Chapter 1: Contracts that Define Client Relationships
Perhaps the most fundamental of all your contracts, your client contracts outline the work you do and the manner in which it will be done. Client contracts are useful for two reasons:
- They can prevent miscommunications with your clients, which can help you dodge a lawsuit in the first place.
- They can limit your liability, which makes it harder for a client to successfully sue your business.
What Your Client Contracts Should Include
In a nutshell, client contracts should detail…
- What work your IT business will do. Perhaps the most important part of the contract. It defines the scope of your work: what you will and won't do. It can help you avoid lawsuits if a client accuses you of not delivering on your side of the bargain.
- Project timelines. Project milestones and the final deadline.
- Materials needed to complete the project (if any). This should also specify who is responsible for supplying those materials.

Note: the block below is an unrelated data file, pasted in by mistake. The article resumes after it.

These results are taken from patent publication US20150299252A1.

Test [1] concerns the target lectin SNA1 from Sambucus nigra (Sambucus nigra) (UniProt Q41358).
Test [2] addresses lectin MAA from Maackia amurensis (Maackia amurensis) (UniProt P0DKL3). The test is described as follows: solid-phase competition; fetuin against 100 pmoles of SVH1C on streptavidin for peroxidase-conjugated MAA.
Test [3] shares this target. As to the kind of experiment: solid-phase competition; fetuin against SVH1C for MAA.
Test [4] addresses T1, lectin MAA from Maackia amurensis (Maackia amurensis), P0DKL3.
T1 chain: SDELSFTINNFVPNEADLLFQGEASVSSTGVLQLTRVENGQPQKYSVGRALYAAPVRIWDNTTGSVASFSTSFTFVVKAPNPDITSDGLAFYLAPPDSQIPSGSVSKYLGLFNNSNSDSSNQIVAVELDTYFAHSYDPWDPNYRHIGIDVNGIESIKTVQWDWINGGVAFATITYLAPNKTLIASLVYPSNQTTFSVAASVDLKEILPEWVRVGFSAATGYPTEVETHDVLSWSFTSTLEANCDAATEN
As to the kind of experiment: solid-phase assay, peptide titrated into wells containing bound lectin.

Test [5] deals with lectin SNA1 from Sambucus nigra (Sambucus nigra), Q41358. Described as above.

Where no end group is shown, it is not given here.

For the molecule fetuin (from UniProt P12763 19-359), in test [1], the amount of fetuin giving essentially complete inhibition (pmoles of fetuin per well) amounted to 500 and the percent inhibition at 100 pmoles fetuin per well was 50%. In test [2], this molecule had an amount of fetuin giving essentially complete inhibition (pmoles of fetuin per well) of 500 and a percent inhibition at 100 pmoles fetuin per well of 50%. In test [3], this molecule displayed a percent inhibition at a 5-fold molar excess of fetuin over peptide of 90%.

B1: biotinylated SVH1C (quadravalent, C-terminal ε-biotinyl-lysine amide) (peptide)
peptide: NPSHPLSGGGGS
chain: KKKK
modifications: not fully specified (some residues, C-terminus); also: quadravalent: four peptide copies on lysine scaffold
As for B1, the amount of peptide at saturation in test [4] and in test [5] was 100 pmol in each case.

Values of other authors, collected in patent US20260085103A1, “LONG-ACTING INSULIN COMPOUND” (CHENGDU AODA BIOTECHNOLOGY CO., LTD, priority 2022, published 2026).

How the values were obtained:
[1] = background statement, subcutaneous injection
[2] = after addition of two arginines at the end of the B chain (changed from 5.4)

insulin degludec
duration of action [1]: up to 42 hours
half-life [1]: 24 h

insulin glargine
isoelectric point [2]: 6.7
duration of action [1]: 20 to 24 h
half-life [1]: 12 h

- Cost of the project. Be sure to include when payment is due and how you expect to be paid (cash, check, online transfer, etc.).
- Signatures of both parties. A contract isn't legally binding until both parties sign it.
Depending on the type of work you do, you might also need an indemnification clause to help limit your liability for certain situations. Also called a "hold-harmless" clause, this part of your contract divides risk between the parties. However, these clauses are finicky and are best left to your legal advisor because the language has to be exact.
A strong indemnification clause can help you…
- Establish conditions for when you can't be held liable for losses related to your work (e.g., the customer doesn't correctly use the software you installed, which allows their network to be breached).
- Place risk on those best able to control risk factors.
- Minimize the impact on your claims history, which can keep your insurance costs low.
Now that you know the basics, let's look at some specific types of client contracts and what they include.
Next: Part 1: Examples of Client Contracts